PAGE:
You needed high temperature rotating ovens to melt the clinkers, then crushers to give you a powder. Add gravel and voila! instant rezoning. Without blacksmithing tools and metal feedstocks we were just a momentary firecracker. Some things had to be made by a higher technology than we would have avilable, such as metal files to maintain the tools and anvils for the blacksmiths.

The planting, tending, harvesting and storage of crops were another story. It flat out required plow and harrow, hoe and sickle, rake and mattock. Making cloth of cotton, hemp or linen each had their own requirements. With no fossil fuels, no water power and no wind power there was damned little chance of an industrial revolution. How far were we to carry things? We couldn't get too fancy with steel without a bessemer, blast furnace or rolling mills. With DC powerpoints from solar power we could do a hell of a job with ceramics, but that would take research. What the hell, we had all the time we needed if we had enough seeding metal and enough clean silica, lime and heat to play with.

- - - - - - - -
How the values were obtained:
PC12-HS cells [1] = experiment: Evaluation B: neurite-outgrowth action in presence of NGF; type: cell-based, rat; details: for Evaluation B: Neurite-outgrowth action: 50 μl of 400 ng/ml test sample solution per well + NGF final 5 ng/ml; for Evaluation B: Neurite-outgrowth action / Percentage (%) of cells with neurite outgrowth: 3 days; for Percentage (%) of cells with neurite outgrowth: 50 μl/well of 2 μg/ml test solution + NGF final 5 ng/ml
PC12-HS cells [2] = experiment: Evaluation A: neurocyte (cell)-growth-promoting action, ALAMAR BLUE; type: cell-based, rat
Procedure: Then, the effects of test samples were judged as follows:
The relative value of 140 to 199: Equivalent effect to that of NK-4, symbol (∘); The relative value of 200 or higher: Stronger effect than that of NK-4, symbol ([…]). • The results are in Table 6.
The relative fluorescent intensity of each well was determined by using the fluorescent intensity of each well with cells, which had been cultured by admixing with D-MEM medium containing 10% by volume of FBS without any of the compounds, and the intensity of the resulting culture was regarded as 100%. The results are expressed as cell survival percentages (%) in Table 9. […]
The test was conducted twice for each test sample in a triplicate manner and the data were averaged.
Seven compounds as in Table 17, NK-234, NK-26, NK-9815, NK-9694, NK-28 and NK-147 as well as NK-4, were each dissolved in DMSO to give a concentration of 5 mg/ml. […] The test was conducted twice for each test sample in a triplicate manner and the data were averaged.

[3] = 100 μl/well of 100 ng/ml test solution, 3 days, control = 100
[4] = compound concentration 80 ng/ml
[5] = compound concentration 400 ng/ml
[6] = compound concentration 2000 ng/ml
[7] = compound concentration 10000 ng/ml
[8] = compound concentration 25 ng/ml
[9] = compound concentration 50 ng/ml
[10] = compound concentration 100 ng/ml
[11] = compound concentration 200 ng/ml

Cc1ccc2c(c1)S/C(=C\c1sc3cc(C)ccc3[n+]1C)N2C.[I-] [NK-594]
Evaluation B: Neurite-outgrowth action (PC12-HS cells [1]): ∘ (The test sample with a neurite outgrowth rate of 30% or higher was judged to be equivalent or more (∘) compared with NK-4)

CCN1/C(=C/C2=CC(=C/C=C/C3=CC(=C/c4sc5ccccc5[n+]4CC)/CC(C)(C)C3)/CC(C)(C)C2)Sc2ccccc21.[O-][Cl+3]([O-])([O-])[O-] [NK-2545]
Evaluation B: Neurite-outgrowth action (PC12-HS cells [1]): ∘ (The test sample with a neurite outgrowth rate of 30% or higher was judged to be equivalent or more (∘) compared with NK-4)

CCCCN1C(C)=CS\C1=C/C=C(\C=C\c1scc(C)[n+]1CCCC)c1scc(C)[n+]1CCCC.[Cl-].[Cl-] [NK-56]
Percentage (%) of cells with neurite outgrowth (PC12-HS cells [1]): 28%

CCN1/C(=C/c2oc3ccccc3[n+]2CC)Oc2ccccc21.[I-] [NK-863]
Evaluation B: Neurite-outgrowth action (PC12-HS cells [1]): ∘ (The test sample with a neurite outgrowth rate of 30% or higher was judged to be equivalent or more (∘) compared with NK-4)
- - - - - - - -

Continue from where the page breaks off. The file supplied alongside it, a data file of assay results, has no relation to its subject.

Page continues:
Trade promotes civilization. If they could somehow get the river dredged we could develop steam engines and float paddle-wheelers. With localized resources to drive trade and industry we could do a hell of a job. With a bootstrap of fuel cell technology we wouldn't be smogging up the place either--just using DC taps to reverse bias the fuel cells for a recharge, unless we could crack water to Hydrogen and feed the cells. Hydrogen handling technology had its own problems.

If fuel cells had cracking capabilities we could simply distill clean water to drive them. Some electronics were possible, even photo-lithography based chip production using ceramics, but high-speed computers were a bust. There wasn't enough ecosystem to soak up the toxins and purify 'em before everything saturated. The water mass was too small for the load, and it was too critical to mess with.